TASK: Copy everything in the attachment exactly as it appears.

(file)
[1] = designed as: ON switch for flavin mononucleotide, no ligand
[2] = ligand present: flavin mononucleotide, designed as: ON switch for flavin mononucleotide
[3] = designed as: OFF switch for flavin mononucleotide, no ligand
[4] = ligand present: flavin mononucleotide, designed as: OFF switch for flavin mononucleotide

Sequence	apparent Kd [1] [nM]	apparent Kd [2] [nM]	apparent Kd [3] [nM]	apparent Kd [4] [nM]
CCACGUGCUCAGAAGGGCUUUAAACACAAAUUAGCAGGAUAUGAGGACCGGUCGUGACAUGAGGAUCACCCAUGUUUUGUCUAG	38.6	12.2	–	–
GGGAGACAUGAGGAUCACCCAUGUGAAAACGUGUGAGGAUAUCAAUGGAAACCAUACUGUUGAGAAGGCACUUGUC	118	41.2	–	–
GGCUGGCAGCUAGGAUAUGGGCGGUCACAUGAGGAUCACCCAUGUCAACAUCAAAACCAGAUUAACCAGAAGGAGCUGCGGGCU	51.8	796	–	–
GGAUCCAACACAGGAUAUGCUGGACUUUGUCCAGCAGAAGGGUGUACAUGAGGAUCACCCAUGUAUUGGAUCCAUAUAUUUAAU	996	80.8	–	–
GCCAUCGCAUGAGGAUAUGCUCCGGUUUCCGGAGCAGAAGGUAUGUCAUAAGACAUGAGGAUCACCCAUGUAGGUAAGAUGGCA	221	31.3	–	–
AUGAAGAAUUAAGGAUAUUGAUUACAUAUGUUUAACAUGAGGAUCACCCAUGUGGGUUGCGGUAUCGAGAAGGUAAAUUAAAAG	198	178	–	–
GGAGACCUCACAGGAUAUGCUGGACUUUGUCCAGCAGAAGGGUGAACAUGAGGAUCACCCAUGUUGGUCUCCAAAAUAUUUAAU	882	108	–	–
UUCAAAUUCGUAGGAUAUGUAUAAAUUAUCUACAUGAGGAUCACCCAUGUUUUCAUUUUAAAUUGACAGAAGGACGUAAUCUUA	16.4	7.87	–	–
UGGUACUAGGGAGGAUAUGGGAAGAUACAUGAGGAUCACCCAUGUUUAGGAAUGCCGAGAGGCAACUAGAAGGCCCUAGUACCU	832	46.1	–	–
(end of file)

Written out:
[1] = designed as: ON switch for flavin mononucleotide, no ligand
[2] = ligand present: flavin mononucleotide, designed as: ON switch for flavin mononucleotide
[3] = designed as: OFF switch for flavin mononucleotide, no ligand
[4] = ligand present: flavin mononucleotide, designed as: OFF switch for flavin mononucleotide

Sequence	apparent Kd [1] [nM]	apparent Kd [2] [nM]	apparent Kd [3] [nM]	apparent Kd [4] [nM]
CCACGUGCUCAGAAGGGCUUUAAACACAAAUUAGCAGGAUAUGAGGACCGGUCGUGACAUGAGGAUCACCCAUGUUUUGUCUAG	38.6	12.2	–	–
GGGAGACAUGAGGAUCACCCAUGUGAAAACGUGUGAGGAUAUCAAUGGAAACCAUACUGUUGAGAAGGCACUUGUC	118	41.2	–	–
GGCUGGCAGCUAGGAUAUGGGCGGUCACAUGAGGAUCACCCAUGUCAACAUCAAAACCAGAUUAACCAGAAGGAGCUGCGGGCU	51.8	796	–	–
GGAUCCAACACAGGAUAUGCUGGACUUUGUCCAGCAGAAGGGUGUACAUGAGGAUCACCCAUGUAUUGGAUCCAUAUAUUUAAU	996	80.8	–	–
GCCAUCGCAUGAGGAUAUGCUCCGGUUUCCGGAGCAGAAGGUAUGUCAUAAGACAUGAGGAUCACCCAUGUAGGUAAGAUGGCA	221	31.3	–	–
AUGAAGAAUUAAGGAUAUUGAUUACAUAUGUUUAACAUGAGGAUCACCCAUGUGGGUUGCGGUAUCGAGAAGGUAAAUUAAAAG	198	178	–	–
GGAGACCUCACAGGAUAUGCUGGACUUUGUCCAGCAGAAGGGUGAACAUGAGGAUCACCCAUGUUGGUCUCCAAAAUAUUUAAU	882	108	–	–
UUCAAAUUCGUAGGAUAUGUAUAAAUUAUCUACAUGAGGAUCACCCAUGUUUUCAUUUUAAAUUGACAGAAGGACGUAAUCUUA	16.4	7.87	–	–
UGGUACUAGGGAGGAUAUGGGAAGAUACAUGAGGAUCACCCAUGUUUAGGAAUGCCGAGAGGCAACUAGAAGGCCCUAGUACCU	832	46.1	–	–